The unknown in the OSU outfield is Jacob Howell. Howell was the Big Ten freshman of the year in 2004 when he hit .380 in league play, but has been plagued by injuries since his freshman season. He underwent a shoulder surgery after last season and it remains to be seen whether he will return to form this season.
"Jake is getting very close," and Angle.
"Jake is swinging at 100 per cent. I don't think he's throwing at 100 per cent yet, but Jake is getting close. From the swinging standpoint, I think he'll be able to contribute next weekend, at least from talking to him, he thinks he's 100 per cent swinging the bat."
"Jake we're still hoping he'll be able to bounce back from the shoulder surgery he had in the fall," added Todd.
"He's working hard to get back, but you can't rush mother nature sometimes."
If Howell is not available defensively or on days when Shuck is on the mound the Buckeyes will be looking for additional outfielders. Todd says there are a number of candidates including a promising freshman.
"The other one that is really going to get some playing time and I think is going to have a good year for us is Ryan Dew," said Todd.
"He gives us a little pop at the plate and he can run and go catch the ball in the outfield. The other guy that I think really has worked hard is Zach Hurley. He redshirted last year and he's really improved."
Dew played his high school baseball at Worthington Kilbourne and batted .440 with 35 RBI as a senior. Hurley hit .468 as a senior at Springboro, Ohio, and had a slugging percentage of .840 with eight home runs. Both Dew and Hurley are left handed hitters.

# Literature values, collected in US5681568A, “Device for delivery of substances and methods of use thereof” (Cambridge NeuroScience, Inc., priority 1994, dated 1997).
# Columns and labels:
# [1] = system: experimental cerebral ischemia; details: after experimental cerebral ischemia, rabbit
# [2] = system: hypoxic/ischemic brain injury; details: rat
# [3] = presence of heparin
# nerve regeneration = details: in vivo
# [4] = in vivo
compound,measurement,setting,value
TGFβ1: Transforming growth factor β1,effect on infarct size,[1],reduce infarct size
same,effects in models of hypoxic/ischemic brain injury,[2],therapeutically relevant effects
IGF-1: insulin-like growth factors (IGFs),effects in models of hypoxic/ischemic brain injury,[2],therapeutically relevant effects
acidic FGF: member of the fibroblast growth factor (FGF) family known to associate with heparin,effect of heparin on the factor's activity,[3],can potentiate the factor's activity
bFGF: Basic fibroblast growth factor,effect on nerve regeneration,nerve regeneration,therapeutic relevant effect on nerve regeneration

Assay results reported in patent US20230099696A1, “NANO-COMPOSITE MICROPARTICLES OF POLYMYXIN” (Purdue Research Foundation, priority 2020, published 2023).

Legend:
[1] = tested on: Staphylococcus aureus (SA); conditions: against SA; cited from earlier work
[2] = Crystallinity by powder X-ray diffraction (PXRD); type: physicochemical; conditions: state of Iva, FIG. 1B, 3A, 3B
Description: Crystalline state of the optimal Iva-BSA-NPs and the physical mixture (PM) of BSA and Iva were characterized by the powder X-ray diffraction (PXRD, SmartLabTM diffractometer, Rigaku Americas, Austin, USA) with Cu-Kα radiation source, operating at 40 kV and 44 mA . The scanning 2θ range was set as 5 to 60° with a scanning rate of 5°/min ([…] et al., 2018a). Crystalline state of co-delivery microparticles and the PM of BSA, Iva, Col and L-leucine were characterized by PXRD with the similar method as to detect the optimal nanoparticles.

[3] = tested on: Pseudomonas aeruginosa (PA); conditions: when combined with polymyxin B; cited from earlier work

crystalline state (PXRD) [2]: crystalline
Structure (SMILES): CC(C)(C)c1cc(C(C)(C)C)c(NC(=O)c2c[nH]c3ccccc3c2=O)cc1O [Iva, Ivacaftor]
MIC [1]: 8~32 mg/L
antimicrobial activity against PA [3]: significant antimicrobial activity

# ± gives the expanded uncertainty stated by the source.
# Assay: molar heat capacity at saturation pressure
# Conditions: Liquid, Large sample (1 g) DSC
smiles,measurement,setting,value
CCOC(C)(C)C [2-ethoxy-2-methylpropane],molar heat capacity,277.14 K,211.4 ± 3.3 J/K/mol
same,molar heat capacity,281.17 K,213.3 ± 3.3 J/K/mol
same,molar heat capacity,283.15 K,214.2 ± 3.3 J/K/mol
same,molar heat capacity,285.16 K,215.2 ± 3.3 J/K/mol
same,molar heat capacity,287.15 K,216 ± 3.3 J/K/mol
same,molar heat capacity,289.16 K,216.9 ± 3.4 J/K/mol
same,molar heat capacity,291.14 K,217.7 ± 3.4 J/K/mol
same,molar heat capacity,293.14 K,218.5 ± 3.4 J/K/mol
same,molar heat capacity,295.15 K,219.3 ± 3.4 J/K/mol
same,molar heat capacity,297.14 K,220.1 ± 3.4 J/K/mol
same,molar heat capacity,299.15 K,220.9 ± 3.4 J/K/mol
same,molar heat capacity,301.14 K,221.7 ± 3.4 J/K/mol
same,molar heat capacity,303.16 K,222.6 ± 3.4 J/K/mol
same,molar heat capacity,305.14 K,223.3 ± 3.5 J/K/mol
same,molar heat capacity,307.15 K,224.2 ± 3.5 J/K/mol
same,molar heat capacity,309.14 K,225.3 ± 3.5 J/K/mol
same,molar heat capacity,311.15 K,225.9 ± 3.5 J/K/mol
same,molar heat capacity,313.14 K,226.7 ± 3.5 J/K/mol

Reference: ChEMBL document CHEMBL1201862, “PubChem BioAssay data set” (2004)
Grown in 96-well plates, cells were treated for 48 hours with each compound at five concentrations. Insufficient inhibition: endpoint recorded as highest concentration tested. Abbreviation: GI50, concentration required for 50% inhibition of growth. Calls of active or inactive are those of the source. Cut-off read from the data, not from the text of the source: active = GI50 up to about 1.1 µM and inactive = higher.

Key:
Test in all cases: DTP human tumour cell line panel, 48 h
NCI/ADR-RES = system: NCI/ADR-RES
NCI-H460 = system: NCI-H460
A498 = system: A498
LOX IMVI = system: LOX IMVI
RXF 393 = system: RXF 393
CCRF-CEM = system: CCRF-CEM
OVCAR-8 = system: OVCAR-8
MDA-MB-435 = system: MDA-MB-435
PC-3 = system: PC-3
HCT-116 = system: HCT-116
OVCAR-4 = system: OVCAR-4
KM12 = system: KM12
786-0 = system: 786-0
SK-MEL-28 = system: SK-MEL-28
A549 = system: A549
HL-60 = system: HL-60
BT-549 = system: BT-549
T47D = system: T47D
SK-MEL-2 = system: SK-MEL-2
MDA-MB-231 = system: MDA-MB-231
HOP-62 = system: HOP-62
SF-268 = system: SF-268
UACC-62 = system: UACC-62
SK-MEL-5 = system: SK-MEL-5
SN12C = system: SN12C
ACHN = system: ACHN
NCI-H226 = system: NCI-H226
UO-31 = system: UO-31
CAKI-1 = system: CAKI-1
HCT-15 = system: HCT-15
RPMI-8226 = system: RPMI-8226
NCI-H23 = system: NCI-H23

Todd is hoping that Dew and Hurley can bring some power to the OSU lineup, something that has been missing the last couple of seasons, but still sees his team mostly a small-ball team offensively,
"I think this team is going to have to rely on its overall team speed," Todd said.
"If you're looking for the person who with one swing of the bat can give us three runs, Eric Fryer gives us that ability and we've got a couple of others that might be able to do that, but they're freshmen and that's just untested."
Overall, the potential is there for a very good season. According to Jake Howell, this is the most talented team he has been on in his OSU career.
"I think it's the best. Absolutely," said Howell evaluating this year's overall talent.
"The guys that we have back, the number of all-Big Ten selections that we have on this team, the amount of leadership, it's unlike anything I've been part of."